jump to navigation

Bilingual dreaming March 2, 2009

Posted by Jill (@bonnjill) in Random musings.
trackback

Q: A Cleveland reader asks “I came to the United States when I was 10 years old, speaking only Croatian. Now, 30 years later, I find I still dream in Croatian and don’t ‘get’ jokes in English. People have to forewarn me that a joke is coming. Why this lingo lag for me?”

A: Bilingual folks report a number of interesting linguistic effects in their dreams. Some seem to stay with their native language for quite a while, whereas others switch quickly, even before becoming completely fluent, says Harvard Psychologist Deidre Barrett. Most common is for these dreamers to switch from language to language, often using their later language when dreaming of present issues and their earlier language when dreaming about people from the past, childhood emotional issues, etc. As to a bilingual’s response to jokes, some jokes that are very physical or rely on tone of voice may translate well. However, some forms of humor, such as puns, rely on such a subtle sense of a language that an adult learner may not get them.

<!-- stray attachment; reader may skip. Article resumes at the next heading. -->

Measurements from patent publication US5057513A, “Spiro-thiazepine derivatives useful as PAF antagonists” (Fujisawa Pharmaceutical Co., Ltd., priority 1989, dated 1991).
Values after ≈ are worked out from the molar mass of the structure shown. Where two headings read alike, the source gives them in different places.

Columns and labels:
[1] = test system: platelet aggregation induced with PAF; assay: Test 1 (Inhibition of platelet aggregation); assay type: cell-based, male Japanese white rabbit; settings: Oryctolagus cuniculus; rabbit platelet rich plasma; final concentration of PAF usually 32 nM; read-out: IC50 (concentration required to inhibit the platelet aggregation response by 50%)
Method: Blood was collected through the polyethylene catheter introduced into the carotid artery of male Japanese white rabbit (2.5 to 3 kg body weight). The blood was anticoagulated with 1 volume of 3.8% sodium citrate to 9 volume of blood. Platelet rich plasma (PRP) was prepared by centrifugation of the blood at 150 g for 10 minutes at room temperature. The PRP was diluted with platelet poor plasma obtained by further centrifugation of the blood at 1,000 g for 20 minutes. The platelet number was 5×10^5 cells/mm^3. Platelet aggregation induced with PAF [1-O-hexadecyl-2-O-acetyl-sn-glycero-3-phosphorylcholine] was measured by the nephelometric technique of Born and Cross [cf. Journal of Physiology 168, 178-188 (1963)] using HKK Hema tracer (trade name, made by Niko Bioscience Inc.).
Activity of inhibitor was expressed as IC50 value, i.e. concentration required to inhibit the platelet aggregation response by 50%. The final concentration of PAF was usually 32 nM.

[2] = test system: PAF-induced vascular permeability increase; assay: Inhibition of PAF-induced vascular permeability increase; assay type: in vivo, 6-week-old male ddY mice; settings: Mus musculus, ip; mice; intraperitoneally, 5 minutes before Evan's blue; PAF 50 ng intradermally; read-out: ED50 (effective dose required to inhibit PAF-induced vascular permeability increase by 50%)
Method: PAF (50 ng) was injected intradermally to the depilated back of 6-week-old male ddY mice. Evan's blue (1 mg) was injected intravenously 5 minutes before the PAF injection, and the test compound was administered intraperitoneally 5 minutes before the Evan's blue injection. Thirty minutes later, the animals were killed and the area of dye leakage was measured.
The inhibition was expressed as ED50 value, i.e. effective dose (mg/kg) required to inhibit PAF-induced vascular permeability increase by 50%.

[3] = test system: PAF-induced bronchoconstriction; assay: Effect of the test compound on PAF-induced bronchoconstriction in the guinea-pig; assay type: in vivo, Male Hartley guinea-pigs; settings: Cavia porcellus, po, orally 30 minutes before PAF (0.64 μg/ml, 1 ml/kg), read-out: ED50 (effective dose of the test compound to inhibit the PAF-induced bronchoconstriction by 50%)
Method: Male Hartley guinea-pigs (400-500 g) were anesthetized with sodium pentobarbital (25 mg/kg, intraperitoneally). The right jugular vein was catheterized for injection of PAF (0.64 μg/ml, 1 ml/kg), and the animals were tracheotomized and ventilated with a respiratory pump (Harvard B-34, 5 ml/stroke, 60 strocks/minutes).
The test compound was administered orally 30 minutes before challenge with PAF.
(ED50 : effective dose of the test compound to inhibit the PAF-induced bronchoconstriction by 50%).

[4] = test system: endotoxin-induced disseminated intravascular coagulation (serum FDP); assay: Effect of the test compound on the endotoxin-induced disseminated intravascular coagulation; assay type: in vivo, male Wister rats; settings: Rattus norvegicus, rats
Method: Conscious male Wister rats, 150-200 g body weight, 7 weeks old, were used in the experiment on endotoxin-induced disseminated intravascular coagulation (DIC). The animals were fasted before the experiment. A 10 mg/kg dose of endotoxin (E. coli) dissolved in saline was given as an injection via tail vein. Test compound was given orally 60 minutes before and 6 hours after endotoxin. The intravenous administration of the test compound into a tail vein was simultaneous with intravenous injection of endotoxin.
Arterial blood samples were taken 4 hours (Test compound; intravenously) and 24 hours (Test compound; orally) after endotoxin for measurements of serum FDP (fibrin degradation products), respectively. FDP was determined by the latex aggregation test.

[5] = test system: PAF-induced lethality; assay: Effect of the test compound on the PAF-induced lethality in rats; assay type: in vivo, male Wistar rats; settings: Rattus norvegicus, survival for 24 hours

This question and answer set brings up points most people don’t really talk about. Which language(s) do you dream in? When did you stop having trouble understanding jokes? I personally started dreaming in German about one year into living in Germany (11 years after starting to learn the language but the first year I was truly immersed in the language). I usually have no problems getting jokes, but if I am really tired or it contains some obscure cultural inference it might go right over my head. But then again, some British jokes go over my head too and they are in English 🙂 How about you? Any thoughts?

Advertisements

Comments»

1. A-gu - March 4, 2009

I normally dream in a language based on whatever language I normally use when addressing the other actors in the dream, or whatever language I use when thinking about that topic.


Leave a Reply

Fill in your details below or click an icon to log in:

WordPress.com Logo

You are commenting using your WordPress.com account. Log Out / Change )

Twitter picture

You are commenting using your Twitter account. Log Out / Change )

Facebook photo

You are commenting using your Facebook account. Log Out / Change )

Google+ photo

You are commenting using your Google+ account. Log Out / Change )

Connecting to %s

%d bloggers like this: